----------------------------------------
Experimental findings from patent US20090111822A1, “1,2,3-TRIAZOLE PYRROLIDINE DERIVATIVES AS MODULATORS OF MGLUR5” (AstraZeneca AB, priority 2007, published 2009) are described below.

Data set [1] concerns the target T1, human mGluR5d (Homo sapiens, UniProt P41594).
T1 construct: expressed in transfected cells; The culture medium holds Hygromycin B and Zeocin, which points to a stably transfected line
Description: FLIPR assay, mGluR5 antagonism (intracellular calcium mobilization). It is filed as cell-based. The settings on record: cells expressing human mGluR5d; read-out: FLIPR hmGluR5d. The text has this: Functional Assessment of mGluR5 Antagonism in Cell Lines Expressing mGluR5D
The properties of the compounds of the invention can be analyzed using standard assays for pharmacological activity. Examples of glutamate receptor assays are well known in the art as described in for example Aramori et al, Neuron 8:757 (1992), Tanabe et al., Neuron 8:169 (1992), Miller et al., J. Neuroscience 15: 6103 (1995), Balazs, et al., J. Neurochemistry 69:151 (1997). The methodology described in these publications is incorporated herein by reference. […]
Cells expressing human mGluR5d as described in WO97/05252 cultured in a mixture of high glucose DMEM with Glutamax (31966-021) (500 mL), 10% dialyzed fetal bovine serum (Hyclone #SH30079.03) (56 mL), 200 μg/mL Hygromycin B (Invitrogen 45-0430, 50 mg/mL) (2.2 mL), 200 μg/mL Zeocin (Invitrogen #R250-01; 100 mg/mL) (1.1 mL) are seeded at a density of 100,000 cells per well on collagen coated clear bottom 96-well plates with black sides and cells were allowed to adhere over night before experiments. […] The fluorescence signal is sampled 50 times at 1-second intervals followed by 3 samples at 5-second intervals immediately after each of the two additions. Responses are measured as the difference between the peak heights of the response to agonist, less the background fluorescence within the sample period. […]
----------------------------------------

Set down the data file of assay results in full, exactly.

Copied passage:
Experimental findings from patent US20090111822A1, “1,2,3-TRIAZOLE PYRROLIDINE DERIVATIVES AS MODULATORS OF MGLUR5” (AstraZeneca AB, priority 2007, published 2009) are described below.

Data set [1] concerns the target T1, human mGluR5d (Homo sapiens, UniProt P41594).
T1 construct: expressed in transfected cells; The culture medium holds Hygromycin B and Zeocin, which points to a stably transfected line
Description: FLIPR assay, mGluR5 antagonism (intracellular calcium mobilization). It is filed as cell-based. The settings on record: cells expressing human mGluR5d; read-out: FLIPR hmGluR5d. The text has this: Functional Assessment of mGluR5 Antagonism in Cell Lines Expressing mGluR5D
The properties of the compounds of the invention can be analyzed using standard assays for pharmacological activity. Examples of glutamate receptor assays are well known in the art as described in for example Aramori et al, Neuron 8:757 (1992), Tanabe et al., Neuron 8:169 (1992), Miller et al., J. Neuroscience 15: 6103 (1995), Balazs, et al., J. Neurochemistry 69:151 (1997). The methodology described in these publications is incorporated herein by reference. […]
Cells expressing human mGluR5d as described in WO97/05252 cultured in a mixture of high glucose DMEM with Glutamax (31966-021) (500 mL), 10% dialyzed fetal bovine serum (Hyclone #SH30079.03) (56 mL), 200 μg/mL Hygromycin B (Invitrogen 45-0430, 50 mg/mL) (2.2 mL), 200 μg/mL Zeocin (Invitrogen #R250-01; 100 mg/mL) (1.1 mL) are seeded at a density of 100,000 cells per well on collagen coated clear bottom 96-well plates with black sides and cells were allowed to adhere over night before experiments. […] The fluorescence signal is sampled 50 times at 1-second intervals followed by 3 samples at 5-second intervals immediately after each of the two additions. Responses are measured as the difference between the peak heights of the response to agonist, less the background fluorescence within the sample period. […]